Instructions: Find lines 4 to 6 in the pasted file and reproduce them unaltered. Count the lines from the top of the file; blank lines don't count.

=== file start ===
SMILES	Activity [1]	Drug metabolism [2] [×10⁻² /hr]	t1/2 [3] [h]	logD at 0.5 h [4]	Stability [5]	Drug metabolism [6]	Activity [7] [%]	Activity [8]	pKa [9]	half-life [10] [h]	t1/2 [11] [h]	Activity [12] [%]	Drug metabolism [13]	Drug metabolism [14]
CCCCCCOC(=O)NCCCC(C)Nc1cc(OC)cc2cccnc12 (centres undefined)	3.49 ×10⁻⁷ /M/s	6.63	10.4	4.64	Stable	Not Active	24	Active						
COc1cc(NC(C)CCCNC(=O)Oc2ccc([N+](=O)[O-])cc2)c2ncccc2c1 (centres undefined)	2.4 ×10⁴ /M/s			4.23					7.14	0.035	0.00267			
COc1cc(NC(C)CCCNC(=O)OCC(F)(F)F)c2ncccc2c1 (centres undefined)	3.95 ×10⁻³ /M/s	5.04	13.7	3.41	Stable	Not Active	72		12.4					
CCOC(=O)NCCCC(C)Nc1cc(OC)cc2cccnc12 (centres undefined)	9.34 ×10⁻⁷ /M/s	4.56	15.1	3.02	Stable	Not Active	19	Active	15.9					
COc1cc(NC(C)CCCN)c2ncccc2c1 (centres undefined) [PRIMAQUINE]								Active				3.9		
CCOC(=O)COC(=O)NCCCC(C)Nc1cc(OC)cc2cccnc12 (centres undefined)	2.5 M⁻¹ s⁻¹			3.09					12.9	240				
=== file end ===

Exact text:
COc1cc(NC(C)CCCNC(=O)OCC(F)(F)F)c2ncccc2c1 (centres undefined)	3.95 ×10⁻³ /M/s	5.04	13.7	3.41	Stable	Not Active	72		12.4					
CCOC(=O)NCCCC(C)Nc1cc(OC)cc2cccnc12 (centres undefined)	9.34 ×10⁻⁷ /M/s	4.56	15.1	3.02	Stable	Not Active	19	Active	15.9					
COc1cc(NC(C)CCCN)c2ncccc2c1 (centres undefined) [PRIMAQUINE]								Active				3.9		